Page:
In the battle against opioid addiction, most patients lack access to key treatment

Today, much of the conversation around opioid use focuses on ways to more tightly control access, including limits on usage and the mandatory use of databases that can alert physicians to patients’ opioid histories.

But for those suffering from Opioid Use Disorder (OUD), combatting addiction is a difficult feat, particularly due to treatment barriers, lack of qualified providers, and waitlists for evidence-based treatments.

Medication-Assisted Treatment (MAT) is an evidence-based treatment used to reduce OUD and overdose by decreasing opioid cravings and mitigating withdrawal. When combined with psychosocial intervention—a whole-health, evidence-based approach recommended by the National Institutes of Health—MAT empowers those suffering from OUD to recover from their addiction while rebuilding their lives.

However, access to MAT—which includes medications such as buprenorphine and naltrexone, both of which are approved by the U.S. Food and Drug Administration (FDA) for use in treating opioid addiction—is severely limited not due to a lack of supply, but a lack of certified MAT providers. As a result, many patients do not have access to this lifesaving treatment.

Barriers to MAT for Opioid Addiction

Prescribing MAT to those suffering from opioid addiction was a key solution recommended by the President’s Commission on Combating Drug Addiction and the Opioid Crisis this past November, following President Trump’s declaration of the opioid epidemic as a public health emergency. In order to be successful, it’s critical to recognize the numerous barriers to MAT access.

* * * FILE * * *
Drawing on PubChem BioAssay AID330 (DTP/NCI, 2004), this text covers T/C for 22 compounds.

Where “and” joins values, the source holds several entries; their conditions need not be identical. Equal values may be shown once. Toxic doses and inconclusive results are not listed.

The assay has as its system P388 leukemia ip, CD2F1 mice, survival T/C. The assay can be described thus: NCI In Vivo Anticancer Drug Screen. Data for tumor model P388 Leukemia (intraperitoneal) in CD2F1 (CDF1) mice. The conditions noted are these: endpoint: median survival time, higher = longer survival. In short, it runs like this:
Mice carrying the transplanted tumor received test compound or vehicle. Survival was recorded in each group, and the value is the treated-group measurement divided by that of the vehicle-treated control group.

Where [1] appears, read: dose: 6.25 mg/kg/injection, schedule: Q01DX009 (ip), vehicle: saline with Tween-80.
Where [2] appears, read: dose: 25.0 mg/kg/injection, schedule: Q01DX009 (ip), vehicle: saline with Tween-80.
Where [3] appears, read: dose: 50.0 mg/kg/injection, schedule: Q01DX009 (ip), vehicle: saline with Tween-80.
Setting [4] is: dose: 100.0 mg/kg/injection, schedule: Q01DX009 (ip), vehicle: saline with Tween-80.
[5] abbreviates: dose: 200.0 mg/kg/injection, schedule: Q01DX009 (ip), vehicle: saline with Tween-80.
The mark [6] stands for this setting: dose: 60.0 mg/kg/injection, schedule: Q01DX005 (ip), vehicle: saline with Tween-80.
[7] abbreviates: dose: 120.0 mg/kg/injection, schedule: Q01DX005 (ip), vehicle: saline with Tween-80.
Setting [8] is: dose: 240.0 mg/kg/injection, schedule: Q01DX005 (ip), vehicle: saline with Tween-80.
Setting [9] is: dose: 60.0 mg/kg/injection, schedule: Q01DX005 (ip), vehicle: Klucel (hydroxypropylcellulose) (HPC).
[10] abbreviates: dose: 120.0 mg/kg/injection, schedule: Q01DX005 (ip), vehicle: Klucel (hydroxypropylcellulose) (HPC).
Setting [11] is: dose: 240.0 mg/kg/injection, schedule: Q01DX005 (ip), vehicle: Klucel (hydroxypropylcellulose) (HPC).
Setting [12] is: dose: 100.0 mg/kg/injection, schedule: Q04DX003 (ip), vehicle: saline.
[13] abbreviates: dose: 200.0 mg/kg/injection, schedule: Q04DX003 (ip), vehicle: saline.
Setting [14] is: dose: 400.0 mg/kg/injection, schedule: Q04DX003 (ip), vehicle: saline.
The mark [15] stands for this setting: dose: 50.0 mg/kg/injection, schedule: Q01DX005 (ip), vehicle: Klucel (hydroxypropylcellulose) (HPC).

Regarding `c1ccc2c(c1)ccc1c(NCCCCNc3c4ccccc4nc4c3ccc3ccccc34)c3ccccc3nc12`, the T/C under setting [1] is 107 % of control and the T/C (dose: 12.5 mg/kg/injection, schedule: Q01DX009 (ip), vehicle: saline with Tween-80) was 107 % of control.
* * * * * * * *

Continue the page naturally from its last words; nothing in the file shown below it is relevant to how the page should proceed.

Much of the difficulty in treating patients suffering from OUD with MAT lies in the lack of physicians who are certified to administer this treatment. While more than 900,000 U.S. physicians can prescribe opioids, fewer than 32,000 physicians are licensed to prescribe buprenorphine. Many patients who do gain access to MAT often must visit private practice physicians who do not accept commercial insurance or Medicaid.

Becoming certified to prescribe buprenorphine requires physicians to take an eight-hour course, have certain specialty board certification, and then apply for a license. “What is a concern to me is that more physicians don’t feel the responsibility to step up [and get a license],” Melinda Campopiano, chief medical officer for the U.S. Department of Health and Human Services’ Center for Substance Abuse Treatment, told CBS News. But even among physicians who are licensed to prescribed buprenorphine, the majority do not prescribe it.